Wednesday, 4 June 2014
Kirstie and me
I've always had a bit of a crush on Kirstie Allsopp. She's pretty and wears great dresses. I like the mix of successful career woman with crafty earth mother crossed with a dose of poshness and plenty of gob.
It manifests itself by occasional tweets in which I attempt, in vain, to get her attention. This never works - even the one I send quite often asking where she got her fab black furry hat that occasionally appears on Location, Location, Location never gets a reply.
Now my crushes don't have to agree with me, sometimes the very fact they don't just serves to strengthen my crush, but sometimes there's that pivotal moment when alarm bells ring and, you know, you still fancy them but you just don't respect them any more. It happened with a man I dallied with some years ago, a fully paid up member of the Tory Party. I found the clash of opinions rather alluring, truth be told, and convinced myself that some Tories even want the same thing as normal people (to make lives better, all lives, starting with the shittest, in case you didn't know) and just have a different approach. And then one day, sitting on a hill with a view of the city, admiring each other and London, he said 'what's the problem with inequality anyway?' He dumped me in the end ("They only think of themselves, Tories, what did you expect?" said my Labour supporting friends ie nearly all of them) but when he said that, my ardour definitely died a bit.
So it is with Kirstie, suggesting women shouldn't go to university but should instead have babies in their twenties in this interview.
The thing is, I'm not beyond offering similar advice myself. A postgraduate student once asked me in a lecture on freelancing, how to ensure she isn't so busy trying to be a successful journalist that she doesn't find time to have a family. I don't know, I had to reply, it's why I lecture part time and freelance the rest of it. Do it now, I told her, have your babies first.
But I didn't really mean it. By the time I was in my thirties, even before the children came, I was tired of networking and drinking all evening with people looking over my shoulder for someone more important. I did it for ten years and I was bloody good at it, always the one at a reception or networking event flitting between people, gathering business cards, flattering and quipping and remembering key details to bring up in the next day's pitches. But that kind of thing has a limited shelf life, as it should. Otherwise you end up the old soak at the bar trying to wow interns with stories about how great you are whilst pretending you're not hanging out for one more glass of cheap white wine. Luckily, I did it for long enough and was good enough at it that I am still living off the contacts I made then. Start the ten year process post children, when you need to get home for the babysitter or get up at 6am to watch Tikka-fucking-billa on CBeebies? Not likely.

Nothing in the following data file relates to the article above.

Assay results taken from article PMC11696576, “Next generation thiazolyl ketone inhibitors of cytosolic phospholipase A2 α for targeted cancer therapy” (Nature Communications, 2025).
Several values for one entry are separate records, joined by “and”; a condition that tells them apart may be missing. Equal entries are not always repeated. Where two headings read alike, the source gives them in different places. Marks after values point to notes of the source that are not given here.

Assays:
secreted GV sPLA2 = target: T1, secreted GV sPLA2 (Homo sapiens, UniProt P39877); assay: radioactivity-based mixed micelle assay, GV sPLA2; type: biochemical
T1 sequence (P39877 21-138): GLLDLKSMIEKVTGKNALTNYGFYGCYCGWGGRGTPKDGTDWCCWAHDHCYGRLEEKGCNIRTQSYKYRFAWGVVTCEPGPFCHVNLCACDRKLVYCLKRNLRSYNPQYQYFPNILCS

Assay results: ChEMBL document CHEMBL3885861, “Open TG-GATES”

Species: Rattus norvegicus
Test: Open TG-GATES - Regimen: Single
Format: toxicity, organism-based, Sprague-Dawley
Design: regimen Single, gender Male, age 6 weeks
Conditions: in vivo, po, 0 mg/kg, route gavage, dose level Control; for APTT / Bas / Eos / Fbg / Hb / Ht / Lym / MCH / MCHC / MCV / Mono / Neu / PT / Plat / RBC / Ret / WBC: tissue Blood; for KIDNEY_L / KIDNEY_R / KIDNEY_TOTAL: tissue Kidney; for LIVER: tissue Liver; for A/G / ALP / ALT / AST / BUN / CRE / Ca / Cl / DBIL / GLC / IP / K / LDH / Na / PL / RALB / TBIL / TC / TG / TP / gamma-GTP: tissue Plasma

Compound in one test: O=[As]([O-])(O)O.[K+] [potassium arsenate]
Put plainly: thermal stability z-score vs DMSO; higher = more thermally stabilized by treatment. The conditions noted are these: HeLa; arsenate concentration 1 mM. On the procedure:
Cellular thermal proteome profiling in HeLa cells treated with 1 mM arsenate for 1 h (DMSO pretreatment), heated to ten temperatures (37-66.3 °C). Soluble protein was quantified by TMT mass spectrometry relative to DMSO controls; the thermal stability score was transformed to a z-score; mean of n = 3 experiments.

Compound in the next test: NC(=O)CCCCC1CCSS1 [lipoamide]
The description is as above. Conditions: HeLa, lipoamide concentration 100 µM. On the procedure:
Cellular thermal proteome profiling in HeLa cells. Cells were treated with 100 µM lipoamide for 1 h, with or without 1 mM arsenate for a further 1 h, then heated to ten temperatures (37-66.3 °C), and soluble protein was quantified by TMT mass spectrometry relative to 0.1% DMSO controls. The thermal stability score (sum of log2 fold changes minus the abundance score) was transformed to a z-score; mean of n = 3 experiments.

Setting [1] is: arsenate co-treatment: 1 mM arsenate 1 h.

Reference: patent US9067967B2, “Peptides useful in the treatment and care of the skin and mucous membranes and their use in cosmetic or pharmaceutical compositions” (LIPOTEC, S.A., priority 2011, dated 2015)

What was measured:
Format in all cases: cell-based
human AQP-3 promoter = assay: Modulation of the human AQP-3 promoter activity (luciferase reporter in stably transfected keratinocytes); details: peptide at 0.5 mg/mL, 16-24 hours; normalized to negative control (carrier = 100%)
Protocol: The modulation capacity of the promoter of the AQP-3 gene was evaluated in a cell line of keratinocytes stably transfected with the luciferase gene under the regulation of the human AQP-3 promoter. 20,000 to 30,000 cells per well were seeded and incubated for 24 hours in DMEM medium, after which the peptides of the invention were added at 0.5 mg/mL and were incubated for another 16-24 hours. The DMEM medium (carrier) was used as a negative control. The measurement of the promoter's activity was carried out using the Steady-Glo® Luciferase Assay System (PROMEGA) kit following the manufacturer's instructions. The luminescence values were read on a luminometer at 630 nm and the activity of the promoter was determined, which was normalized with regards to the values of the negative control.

Then of course there are the added extras that are really what make your career. I've written about them before. Basically you might do your job really well, you might make money or have genius ideas or change the world, but what makes you appear to be doing all of these things are the extras, often last minute, like attending a breakfast briefing at short notice or working all night to finish someone else's project because they are sick or speaking at a conference. In my career it's punditry that makes you most visible. Kirstie's article is exactly the kind of thing that in the past would have led to me being asked for a response - for tv, radio and other print journalists. But that would have relied on me being able to read the article as soon as it was published, work out my response, answer the phone and get to a studio. I can't do that on days when I am looking after my children. And those women Kirstie talks about, who at my age would have kids just about to start secondary school, they wouldn't be able to either.
I love Anne McElvoy's response to Kirstie's interview in the Evening Standard. Don't listen to Kirstie, she says, but get your education as soon as you can:
"...I would refer you to the inspirational Geoffrey Canada, who transformed the education opportunities of some of the poorest American children. He has one key piece of advice about why learning is useful. “When in doubt, do as the rich folks do.” And the rich folks, the world over, by hook, crook and private tutor, send their children to university."
That's it isn't it? Kirstie approaches this from the position of someone who didn't need to do that to have a nice life. The same goes for me of course - I fully acknowledge that while not plummy like Kirstie, life would have probably worked out okay whatever path I took, because I've had loads of opportunities from the very beginning. Like Kirstie, I was born lucky. I suspect that the difference between me and Kirstie is the same as the difference between me and the Tory boyfriend that wasn't - which is that I acknowledge this luck, and the part it has played. Oh Kirstie, we could have been so good together...
Posted by Goodynuff Mum at Wednesday, June 04, 2014